dUTPase inhibition augments replication defects of 5-Fluorouracil
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Anna Hagenkort1,*, Cynthia B.J. Paulin1,*, Matthieu Desroses1,*, Antonio Sarno2, Elisée Wiita1, Oliver Mortusewicz1, Tobias Koolmeister1, Olga Loseva1, Ann-Sofie Jemth1, Ingrid Almlöf1, Evert Homan1, Thomas Lundbäck3, Anna-Lena Gustavsson3, Martin Scobie1, Thomas Helleday1
1Division of Translational Medicine and Chemical Biology, Science for Life Laboratory, Department of Medical Biochemistry and Biophysics, Karolinska Institutet, Stockholm, Sweden
2Department of Cancer Research and Molecular Medicine, Norwegian University of Science and Technology, Trondheim, Norway
3Chemical Biology Consortium Sweden, Division of Translational Medicine and Chemical Biology, Science for Life Laboratory, Department of Medical Biochemistry and Biophysics, Karolinska Institutet, Stockholm, Sweden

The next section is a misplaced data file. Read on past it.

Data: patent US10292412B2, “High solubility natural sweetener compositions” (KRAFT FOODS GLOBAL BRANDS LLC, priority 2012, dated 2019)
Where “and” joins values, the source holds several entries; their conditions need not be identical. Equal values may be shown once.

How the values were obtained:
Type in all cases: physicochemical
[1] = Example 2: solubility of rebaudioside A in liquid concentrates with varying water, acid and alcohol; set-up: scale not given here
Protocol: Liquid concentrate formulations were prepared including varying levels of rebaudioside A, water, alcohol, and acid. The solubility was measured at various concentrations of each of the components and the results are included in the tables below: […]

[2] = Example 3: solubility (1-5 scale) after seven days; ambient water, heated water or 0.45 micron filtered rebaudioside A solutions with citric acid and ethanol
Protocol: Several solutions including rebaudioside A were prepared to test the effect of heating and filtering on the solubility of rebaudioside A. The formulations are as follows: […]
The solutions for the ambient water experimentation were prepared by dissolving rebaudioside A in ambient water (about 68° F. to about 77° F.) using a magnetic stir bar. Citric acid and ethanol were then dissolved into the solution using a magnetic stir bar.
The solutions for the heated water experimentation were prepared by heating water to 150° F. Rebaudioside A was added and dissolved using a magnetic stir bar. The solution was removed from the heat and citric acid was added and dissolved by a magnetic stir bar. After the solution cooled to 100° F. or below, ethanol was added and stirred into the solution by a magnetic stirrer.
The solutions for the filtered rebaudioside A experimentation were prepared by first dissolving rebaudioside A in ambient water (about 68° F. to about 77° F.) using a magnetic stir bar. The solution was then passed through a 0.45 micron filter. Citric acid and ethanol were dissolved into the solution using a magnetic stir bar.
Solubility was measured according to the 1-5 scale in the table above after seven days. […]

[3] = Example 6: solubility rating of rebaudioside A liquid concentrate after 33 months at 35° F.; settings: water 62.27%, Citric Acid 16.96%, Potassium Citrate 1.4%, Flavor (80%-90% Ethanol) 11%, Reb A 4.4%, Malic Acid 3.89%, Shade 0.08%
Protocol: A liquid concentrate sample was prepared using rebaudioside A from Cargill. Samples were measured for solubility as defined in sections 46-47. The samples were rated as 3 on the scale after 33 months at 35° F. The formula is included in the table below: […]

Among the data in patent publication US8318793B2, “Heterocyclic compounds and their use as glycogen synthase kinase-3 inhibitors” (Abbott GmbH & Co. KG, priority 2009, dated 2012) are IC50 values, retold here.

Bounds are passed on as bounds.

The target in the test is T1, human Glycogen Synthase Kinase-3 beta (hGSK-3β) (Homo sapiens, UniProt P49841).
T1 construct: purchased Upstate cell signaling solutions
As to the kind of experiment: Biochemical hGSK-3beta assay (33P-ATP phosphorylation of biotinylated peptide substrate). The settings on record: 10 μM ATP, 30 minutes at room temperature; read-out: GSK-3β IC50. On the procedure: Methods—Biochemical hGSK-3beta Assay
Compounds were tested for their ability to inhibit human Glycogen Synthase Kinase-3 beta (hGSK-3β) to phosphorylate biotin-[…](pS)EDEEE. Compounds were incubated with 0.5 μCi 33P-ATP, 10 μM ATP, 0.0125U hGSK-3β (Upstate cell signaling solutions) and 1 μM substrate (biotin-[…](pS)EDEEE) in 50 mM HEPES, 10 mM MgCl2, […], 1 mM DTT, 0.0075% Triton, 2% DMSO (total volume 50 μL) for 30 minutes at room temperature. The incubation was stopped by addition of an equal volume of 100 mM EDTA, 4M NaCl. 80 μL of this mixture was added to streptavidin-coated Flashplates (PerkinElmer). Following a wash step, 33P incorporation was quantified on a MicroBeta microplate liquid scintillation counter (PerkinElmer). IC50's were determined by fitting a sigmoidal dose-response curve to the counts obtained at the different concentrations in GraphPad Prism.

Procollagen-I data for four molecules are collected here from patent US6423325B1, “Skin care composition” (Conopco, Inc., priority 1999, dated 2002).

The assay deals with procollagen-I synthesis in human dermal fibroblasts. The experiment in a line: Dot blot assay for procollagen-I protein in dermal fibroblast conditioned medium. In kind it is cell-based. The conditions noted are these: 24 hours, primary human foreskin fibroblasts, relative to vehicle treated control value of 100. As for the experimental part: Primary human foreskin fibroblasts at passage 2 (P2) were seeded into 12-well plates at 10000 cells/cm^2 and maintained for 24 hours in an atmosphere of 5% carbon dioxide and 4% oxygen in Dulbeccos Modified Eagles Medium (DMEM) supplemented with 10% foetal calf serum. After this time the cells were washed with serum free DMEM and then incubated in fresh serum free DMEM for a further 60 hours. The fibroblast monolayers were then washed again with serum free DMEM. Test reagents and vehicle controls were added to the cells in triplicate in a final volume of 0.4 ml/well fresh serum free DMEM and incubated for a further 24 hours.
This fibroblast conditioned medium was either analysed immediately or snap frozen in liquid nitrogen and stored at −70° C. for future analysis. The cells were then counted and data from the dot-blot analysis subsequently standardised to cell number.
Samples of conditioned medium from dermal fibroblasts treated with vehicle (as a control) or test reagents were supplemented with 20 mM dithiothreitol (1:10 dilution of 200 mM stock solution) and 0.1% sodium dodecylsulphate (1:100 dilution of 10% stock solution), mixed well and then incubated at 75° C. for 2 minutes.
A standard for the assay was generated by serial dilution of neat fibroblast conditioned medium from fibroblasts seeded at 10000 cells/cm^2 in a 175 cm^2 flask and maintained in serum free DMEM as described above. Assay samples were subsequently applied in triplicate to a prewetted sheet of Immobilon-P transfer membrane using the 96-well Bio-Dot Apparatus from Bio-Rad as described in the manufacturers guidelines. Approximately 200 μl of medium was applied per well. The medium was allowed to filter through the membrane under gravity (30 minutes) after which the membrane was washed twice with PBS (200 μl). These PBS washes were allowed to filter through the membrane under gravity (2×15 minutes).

*These authors have contributed equally to this work
Thomas Helleday, email: firstname.lastname@example.org
Keywords: dUTPase, 5-Fluorouracil, DNA replication, combination therapy
Received: July 07, 2016 Accepted: February 06, 2017 Published: February 28, 2017
The antimetabolite 5-Fluorouracil (5-FU) is used in the treatment of various forms of cancer and has a complex mode of action. Despite 6 decades in clinical application the contribution of 5-FdUTP and dUTP [(5-F)dUTP] and 5-FUTP misincorporation into DNA and RNA respectively, for 5-FU-induced toxicity is still under debate.
This study investigates DNA replication defects induced by 5-FU treatment and how (5-F)dUTP accumulation contributes to this effect. We reveal that 5-FU treatment leads to extensive problems in DNA replication fork progression, causing accumulation of cells in S-phase, DNA damage and ultimately cell death. Interestingly, these effects can be reinforced by either depletion or inhibition of the deoxyuridine triphosphatase (dUTPase, also known as DUT), highlighting the importance of (5-F)dUTP accumulation for cytotoxicity.
With this study, we not only extend the current understanding of the mechanism of action of 5-FU, but also contribute to the characterization of dUTPase inhibitors. We demonstrate that pharmacological inhibition of dUTPase is a promising approach that may improve the efficacy of 5-FU treatment in the clinic.
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